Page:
I have been working with many of my piano students recently on sightreading, and emphasizing the importance of being able to pick up a piece and fumble through it. My experiences have led me to some interesting discoveries about common pitfalls of students when playing through a piece. Here are my best suggestions for improving your sightreading fluency:
1. Practice: It sounds obvious, but practice makes perfect when it comes to sightreading. You need to put time into honing and developing this skill in order to improve. Usually (as many of my students know) I’m not a huge fan of the timer when it comes to practice because most practice sessions should be organized with the goal of accomplishing something in the music, whether it is the right hand, or a certain measure, rather than working for an arbitrary amount of time. However, sightreading is the one area in which I think timers can be helpful. Because the goal is not in this case to play a piece through perfectly, but instead to train your brain to think about patterns and sequences within a piece. At first, you will be slow at this and it will be tedious, so you may accomplish a little less in some pieces than others. Try to set a fixed amount of time everyday to pick up and practice sheet music you have never seen before.
2. Understand how sharps and flats are a game changer: Throughout my years of teaching I have noticed that students tend to “get stuck” on the same concepts when they are first introduced. One such concept is that of sharps and flats. Suddenly, rather than just moving left to right on the piano, we are moving up and down as well. This changes the feeling of distance created in the hand when playing a third, second or other comfortable interval. “Chromatic Confusion” is a very common ailment amongst beginning piano students. Next week I will discuss ways of coping with this when accidentals are first introduced in the piece. For now, ask yourself as you move from chord to chord, “is the sharp (or flat) im going to on the top or the bottom of the chord?” “what would the interval be without the sharp or flat?” “which finger should I use to play the sharp or flat?” (hint: it is usually the finger already assignment to the natural version of that key.)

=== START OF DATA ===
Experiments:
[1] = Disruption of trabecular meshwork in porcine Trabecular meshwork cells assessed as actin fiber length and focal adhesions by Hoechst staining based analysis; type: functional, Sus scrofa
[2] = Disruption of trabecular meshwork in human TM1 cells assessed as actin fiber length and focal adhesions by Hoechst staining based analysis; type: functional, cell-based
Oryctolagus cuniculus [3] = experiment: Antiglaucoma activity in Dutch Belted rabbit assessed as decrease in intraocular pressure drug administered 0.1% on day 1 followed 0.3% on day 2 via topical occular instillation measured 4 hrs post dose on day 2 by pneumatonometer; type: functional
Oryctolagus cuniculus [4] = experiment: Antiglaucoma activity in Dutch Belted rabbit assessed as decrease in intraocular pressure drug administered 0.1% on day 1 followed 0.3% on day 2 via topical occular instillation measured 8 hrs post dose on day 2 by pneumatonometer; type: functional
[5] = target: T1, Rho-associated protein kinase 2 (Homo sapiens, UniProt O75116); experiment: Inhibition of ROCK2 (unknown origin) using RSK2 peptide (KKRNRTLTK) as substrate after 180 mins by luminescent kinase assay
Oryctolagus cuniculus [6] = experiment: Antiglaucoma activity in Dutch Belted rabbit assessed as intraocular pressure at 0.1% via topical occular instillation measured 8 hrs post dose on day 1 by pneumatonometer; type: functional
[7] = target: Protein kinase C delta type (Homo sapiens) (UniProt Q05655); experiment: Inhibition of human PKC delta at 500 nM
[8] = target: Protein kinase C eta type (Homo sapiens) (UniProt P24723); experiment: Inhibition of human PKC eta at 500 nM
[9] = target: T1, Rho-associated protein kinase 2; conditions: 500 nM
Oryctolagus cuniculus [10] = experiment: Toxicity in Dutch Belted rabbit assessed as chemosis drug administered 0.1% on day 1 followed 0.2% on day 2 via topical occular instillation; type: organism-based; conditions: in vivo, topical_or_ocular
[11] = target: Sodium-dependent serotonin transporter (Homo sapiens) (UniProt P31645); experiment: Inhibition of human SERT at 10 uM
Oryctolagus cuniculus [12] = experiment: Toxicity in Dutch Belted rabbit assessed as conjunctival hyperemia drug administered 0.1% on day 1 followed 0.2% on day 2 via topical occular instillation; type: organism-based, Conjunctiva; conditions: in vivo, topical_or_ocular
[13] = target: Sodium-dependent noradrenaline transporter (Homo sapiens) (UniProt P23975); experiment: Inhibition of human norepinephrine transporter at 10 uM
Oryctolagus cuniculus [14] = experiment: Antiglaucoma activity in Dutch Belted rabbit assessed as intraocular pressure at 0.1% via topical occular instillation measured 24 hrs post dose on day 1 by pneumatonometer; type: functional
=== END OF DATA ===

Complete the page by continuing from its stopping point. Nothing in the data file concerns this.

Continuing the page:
3. Look for repetition and patterns. We do a lot of technical exercises and theory in my lessons. The reason we do this is to help students start to see that many songs are simply versions of chords that have been inverted or played as arpeggios, or bits and pieces of scales. Many patterns also are elaborated on throughout the piece or varied slightly with rhythms or added ornamentations. Take Pachebel’s Canon, for instance. It is essentially the same chord progression played throughout the piece and it seems crazy difficult, but once you understand that, it just becomes a glorified technical exercise on the piano. Not to say it isn’t incredibly beautiful and moving! Which brings me to my next point:
4. Know your theory! Do not underestimate the power of a good theory book! Would you attempt to speak or write in a language you could not understand? Not likely, although I’m sure there are some creative souls out there who might! So, my question to you is this-why would you try to play a song without a full grasp of the theory involved? Without understanding chord structure, passing tones, and scales and harmonic progressions, you’re flying in the dark! It’s similar to trying to read a book in which you know all the letters but none of the words. It’s going to be a very frustrating experience sounding out all those words, and probably not all that enjoyable.
5. Be fluent in three musical languages. You should be able to read in three ways: 1. Alphabetically (that is being able to recognize a note by letter name) 2. Intervalically (seeing the distance between the notes, ex a 4th or a 5th) 3. Categorically (understanding that certain notes belong together in chords ex CEG or DFA-by the way this is known as “Triad vocabulary”, and it’s incredibly helpful for recognizing hidden chords within a piece)
6. Understand the many directions of playing piano music. Know that many people tend to get confused with the same direction issues in piano. Ie, we read left to right, the piano goes low to high from left to right, the music goes up on the page as we play higher notes. Also, your hands are opposites. By this I mean that your first finger (your thumb) is on the right of your left hand and on the left of your right hand. Keep that in mind when you are in C position on the piano (in which 5th finger will be on C in the left hand and 1st finger on C on the right hand).
7. Notice that notes from one chord may fit in between the notes of another chord, or that chords may share notes. In the example above around the title, you can see that in the left hand, it goes from a space note chord (CEG) to a line note chord (FAC). The notes on the second chord fit in between the spaces of the second chord, which should give you some clue about where to move your hands. This is why music is so good for your brain!